Clemson is something Alabama can never be in this national championship chase. Destined.

Not saying the Tigers will absolutely win it Monday in Tampa. Just saying it sure as heck looks like their time.

That could mean nothing ... or everything. They make Disney movies about destiny. They build multimillion-dollar weight rooms to sustain what Alabama has accomplished.

But there is an intangible difference ahead. It is the Tide's sworn duty to compete for a national championship each season. There is a large portion of the Crimson and White populace who believe it is their birthright.

That's nice up to a point, but we've all dealt with fans who believe they deserve a championship. After a while, it begins to grate on you.

Clemson's story is fresher, almost more innocent. The Tigers stormed to a fourth-quarter lead against Alabama last year. Then? Pffft. Who knew if the Tigers would ever be back.

Having witnessed one of the biggest wins in the program's history Saturday, I'm still debating whether Clemson can close the deal in Tampa.

I'm definitely saying it sure as heck looks like the Tigers' time.

Take that any way you want, but there is still room in the college game for dreamy words like "destiny."

The Chicago Cubs fit the description after 108 years. There was some of that with the Cleveland Cavaliers after they fell behind Golden State 3-1 in the NBA Finals. Villanova and Kris Jenkins set the standard on becoming destiny's darlings.

Too trite? Too easy? In the immortal words of Wildcats coach Jay Wright, "Bang."

That would be the sound made by the figurative two-by-four Clemson smacked upside the Buckeyes' head in that 31-0 College Football Playoff semifinal shutout.

"That's not going to happen again," Urban Meyer said.

We'll see. Ohio State now has all offseason to begin figuring things out. Meanwhile, Clemson suddenly has the best offensive player in the country. Sorry, Lamar Jackson, but Deshaun Watson has lapped you.

Dabo Swinney has a defensive line anchored by two teenage freshmen -- 345-pounder Dexter Lawrence and 265-pounder Clelin Ferrell.

Lawrence is so soft-spoken he "talks like a 16-year-old girl" teammate Ben Boulware said. Ferrell went from missing his high school senior year with a blown out knee to the Fiesta Bowl defensive MVP.

Clemson's Brent Venables continues to be the most overqualified defensive coordinator in the country. Monday will mark his sixth national championship game as an assistant. At age 46, why hasn't anyone hired this guy to be a head coach?

Since that inexplicable November loss to Pittsburgh, Clemson has allowed an average of 254 yards.

"I'm definitely not pounding our chest, but we're on our way to being a consistent, proven winner that [you] should have a right to believe in," Venables said. "We have a chance to compete for a championship year in, year out."

Alabama has a dynasty. Clemson has a dream.

When asked how often he thought about matching up with Bama again, cornerback Cordrea Tankersly said, "Every day."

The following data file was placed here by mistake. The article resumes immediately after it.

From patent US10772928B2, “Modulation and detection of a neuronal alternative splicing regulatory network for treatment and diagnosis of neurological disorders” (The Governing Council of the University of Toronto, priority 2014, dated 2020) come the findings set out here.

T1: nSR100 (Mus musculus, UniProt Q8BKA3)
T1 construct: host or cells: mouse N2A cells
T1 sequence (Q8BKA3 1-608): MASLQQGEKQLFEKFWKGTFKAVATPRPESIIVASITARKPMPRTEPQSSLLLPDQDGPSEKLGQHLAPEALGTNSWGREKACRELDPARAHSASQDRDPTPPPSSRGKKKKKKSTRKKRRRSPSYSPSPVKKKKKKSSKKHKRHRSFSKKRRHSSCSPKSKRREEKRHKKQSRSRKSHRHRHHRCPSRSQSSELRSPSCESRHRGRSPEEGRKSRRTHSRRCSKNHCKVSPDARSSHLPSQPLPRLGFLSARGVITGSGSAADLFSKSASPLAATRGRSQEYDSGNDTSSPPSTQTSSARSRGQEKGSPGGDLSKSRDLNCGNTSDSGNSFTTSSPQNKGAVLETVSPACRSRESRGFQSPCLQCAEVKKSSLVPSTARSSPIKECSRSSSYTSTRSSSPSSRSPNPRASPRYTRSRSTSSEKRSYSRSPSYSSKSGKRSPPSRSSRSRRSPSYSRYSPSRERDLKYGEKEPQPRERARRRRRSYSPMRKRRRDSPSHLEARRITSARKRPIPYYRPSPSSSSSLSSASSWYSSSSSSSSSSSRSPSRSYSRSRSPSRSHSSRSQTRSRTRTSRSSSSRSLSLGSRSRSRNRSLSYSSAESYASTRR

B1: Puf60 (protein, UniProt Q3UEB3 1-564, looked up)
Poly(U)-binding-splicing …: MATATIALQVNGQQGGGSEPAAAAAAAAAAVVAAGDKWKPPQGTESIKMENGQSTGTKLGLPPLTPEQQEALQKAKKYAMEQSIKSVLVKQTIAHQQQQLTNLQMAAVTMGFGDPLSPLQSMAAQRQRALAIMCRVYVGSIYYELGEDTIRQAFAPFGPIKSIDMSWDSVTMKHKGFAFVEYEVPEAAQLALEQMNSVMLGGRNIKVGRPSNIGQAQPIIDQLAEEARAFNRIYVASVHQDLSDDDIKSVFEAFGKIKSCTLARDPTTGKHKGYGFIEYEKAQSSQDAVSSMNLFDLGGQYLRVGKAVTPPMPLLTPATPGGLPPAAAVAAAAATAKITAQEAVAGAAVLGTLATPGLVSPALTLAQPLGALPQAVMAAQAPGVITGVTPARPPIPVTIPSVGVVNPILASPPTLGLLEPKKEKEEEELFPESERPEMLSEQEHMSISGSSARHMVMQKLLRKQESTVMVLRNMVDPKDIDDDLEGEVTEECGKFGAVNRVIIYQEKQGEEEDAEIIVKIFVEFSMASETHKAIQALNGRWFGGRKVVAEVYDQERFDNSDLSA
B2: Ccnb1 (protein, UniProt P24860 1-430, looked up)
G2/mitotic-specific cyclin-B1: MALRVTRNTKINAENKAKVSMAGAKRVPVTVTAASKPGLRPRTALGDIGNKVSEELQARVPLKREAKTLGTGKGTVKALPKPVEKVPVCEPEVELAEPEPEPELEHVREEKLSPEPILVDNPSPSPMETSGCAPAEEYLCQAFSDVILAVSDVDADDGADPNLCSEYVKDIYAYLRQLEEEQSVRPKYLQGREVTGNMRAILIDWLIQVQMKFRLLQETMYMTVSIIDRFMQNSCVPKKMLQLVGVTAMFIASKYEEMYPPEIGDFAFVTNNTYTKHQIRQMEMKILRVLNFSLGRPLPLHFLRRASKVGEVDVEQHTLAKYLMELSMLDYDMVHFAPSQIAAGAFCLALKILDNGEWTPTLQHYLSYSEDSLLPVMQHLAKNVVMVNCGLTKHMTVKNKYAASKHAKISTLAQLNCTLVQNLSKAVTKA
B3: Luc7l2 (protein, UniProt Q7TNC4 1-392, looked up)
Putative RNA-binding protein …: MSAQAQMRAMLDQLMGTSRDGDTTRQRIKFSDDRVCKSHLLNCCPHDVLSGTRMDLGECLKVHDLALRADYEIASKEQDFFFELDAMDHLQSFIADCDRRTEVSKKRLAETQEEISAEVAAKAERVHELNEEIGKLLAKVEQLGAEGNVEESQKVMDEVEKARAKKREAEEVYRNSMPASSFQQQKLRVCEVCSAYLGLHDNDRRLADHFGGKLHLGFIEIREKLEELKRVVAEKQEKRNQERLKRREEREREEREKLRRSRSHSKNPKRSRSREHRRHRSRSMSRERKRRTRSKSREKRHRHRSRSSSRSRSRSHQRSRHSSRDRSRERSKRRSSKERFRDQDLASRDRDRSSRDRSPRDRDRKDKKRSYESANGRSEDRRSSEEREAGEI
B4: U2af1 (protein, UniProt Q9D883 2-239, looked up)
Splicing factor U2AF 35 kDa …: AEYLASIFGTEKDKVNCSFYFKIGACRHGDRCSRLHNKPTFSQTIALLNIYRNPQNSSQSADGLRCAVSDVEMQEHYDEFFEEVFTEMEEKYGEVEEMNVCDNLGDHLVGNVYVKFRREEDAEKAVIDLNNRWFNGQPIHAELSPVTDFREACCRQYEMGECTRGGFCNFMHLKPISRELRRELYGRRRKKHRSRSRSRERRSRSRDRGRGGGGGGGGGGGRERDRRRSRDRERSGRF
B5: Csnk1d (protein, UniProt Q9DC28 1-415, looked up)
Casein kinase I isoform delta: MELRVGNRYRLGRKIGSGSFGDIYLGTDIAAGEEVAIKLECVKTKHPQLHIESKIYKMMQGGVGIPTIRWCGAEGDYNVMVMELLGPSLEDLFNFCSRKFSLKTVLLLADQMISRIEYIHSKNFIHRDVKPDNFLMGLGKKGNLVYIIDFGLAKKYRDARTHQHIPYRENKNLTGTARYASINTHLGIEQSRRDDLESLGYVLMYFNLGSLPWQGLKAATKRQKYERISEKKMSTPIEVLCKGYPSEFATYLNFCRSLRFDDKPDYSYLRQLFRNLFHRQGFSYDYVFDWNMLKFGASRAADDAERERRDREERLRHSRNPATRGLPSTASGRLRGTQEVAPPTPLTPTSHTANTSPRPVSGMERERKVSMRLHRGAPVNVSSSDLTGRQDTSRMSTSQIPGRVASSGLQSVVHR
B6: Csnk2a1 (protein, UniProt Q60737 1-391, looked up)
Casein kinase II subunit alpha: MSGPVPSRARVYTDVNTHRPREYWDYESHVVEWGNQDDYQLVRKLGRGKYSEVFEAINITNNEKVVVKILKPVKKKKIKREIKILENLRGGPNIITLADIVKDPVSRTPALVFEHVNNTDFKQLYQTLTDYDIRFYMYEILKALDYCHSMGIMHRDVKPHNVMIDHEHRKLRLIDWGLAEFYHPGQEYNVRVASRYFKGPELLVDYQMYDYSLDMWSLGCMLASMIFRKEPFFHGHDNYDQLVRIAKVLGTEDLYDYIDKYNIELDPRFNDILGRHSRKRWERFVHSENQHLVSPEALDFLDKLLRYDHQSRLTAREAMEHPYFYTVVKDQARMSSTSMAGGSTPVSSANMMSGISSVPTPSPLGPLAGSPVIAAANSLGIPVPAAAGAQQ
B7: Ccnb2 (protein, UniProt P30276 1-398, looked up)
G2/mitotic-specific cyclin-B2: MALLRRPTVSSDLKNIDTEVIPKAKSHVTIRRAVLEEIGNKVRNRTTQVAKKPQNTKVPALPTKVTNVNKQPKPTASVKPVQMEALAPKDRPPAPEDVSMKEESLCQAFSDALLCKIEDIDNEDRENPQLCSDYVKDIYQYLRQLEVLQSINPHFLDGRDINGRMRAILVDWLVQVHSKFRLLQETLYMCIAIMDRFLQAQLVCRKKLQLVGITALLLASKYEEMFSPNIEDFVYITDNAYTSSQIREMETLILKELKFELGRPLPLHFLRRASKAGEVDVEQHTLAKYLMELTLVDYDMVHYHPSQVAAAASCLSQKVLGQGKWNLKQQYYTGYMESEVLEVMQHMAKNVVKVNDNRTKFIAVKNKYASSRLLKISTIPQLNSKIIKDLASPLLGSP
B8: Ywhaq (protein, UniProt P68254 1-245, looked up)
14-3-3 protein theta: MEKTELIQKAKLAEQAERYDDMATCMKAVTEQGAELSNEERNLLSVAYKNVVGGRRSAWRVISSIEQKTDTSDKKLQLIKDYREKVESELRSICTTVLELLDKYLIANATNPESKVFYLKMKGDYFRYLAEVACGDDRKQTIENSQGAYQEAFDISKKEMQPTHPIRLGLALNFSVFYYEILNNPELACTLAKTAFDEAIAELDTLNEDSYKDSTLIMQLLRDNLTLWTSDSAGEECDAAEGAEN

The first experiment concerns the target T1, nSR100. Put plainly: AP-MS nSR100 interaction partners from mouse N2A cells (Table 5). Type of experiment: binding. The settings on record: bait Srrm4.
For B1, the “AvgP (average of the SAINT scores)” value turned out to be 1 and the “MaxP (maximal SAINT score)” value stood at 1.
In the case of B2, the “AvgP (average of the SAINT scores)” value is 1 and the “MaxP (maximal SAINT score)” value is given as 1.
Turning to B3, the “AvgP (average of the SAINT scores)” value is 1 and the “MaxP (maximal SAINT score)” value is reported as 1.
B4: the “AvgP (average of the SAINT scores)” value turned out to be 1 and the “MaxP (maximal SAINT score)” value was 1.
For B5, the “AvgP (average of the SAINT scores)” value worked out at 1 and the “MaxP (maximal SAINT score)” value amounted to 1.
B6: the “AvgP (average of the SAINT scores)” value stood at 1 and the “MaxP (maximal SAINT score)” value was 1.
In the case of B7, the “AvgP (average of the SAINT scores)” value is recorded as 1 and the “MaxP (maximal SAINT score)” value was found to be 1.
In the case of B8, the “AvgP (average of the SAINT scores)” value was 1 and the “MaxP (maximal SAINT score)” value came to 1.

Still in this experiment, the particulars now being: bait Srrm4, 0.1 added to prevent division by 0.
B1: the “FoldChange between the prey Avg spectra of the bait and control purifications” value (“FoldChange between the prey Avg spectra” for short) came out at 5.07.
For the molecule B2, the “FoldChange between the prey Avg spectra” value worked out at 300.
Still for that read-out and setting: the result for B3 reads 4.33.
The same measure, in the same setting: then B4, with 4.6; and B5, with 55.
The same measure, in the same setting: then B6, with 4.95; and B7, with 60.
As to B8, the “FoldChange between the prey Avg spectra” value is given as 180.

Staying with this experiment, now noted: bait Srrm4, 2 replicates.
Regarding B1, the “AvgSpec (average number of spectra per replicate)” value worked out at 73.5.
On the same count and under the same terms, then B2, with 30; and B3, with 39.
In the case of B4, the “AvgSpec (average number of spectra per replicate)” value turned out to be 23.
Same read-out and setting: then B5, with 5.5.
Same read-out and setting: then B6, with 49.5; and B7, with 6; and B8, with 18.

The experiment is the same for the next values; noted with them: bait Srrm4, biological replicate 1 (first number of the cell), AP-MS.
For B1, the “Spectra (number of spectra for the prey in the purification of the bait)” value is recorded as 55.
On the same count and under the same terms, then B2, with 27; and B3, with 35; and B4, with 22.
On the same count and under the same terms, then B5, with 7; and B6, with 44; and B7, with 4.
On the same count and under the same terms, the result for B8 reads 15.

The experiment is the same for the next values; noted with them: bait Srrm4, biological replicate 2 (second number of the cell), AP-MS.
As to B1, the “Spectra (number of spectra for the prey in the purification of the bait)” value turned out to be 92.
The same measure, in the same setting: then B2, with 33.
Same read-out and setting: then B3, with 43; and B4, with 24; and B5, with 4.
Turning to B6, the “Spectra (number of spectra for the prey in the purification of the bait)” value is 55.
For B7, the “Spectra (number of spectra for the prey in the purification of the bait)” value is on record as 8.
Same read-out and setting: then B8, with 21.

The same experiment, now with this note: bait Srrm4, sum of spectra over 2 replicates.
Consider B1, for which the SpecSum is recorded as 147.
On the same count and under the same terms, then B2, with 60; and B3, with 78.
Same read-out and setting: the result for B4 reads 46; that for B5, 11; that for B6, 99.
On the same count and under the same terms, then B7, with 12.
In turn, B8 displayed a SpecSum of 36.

It's fitting the only two teams with active six-year streaks of at least 10 wins are meeting up. There are only 11 such teams in history that have accomplished that feat.

Alabama, you expect to be here. Clemson has openly campaigned about elbowing its way into your consciousness.

"Coach likes to play the underdog card, and we love that because we don't feel like we get the respect we deserve," Clemson receiver Hunter Renfrow said.

The College Football Playoff is only three years old. But rather unintentionally, it has breathed life into that Cinderella concept.

It's not one that the game in general embraces. Only 18 teams have ever played for a championship since the birth of the BCS in 1998. None of them from the Group of Five. This is an exclusive club.

But Ohio State became easy to root for in 2014 when it rode a third-string quarterback (Cardale Jones) to a championship. Clemson scrapped its way back to the first championship rematch in the sport's history.

In Alabama vs. Clemson, we're talking 11 national championships vs. one (in the wire service era). The fifth-richest athletic department vs. the 39th (via the USA Today database).

Cinderella? That ranking makes Clemson the second-"poorest" public institution to play for a championship since 1998. A reminder: The Tigers are doing it in consecutive years.

"It's really because of the brand we have now," Boulware said. "We win on a consistent basis. We're probably going to be a national title contender for years to come. That brand and that label we've created brings in Deshaun Watson 2.0, brings in [tailback] Wayne Gallman 2.0. Whenever they leave, we reload."

Swinney only began bringing in top-10 recruiting classes around 2014. When he was promoted to replace Tommy Bowden in 2008, there was a wide belief he was a placeholder until Clemson could find someone better.

"I've never failed at anything in my life," Dabo said eight years ago at his introductory press conference.

If he breaks through Monday night, that assertion will still hold true. If not, well, Swinney knows exactly what he's getting into.

Clemson desperately wants to win. Alabama is expected to. Dabo knows that having played and coached with Bama. That's what a birthright is.

"I've got thick skin," Swinney said. "Thirteen years at Alabama prepared me well."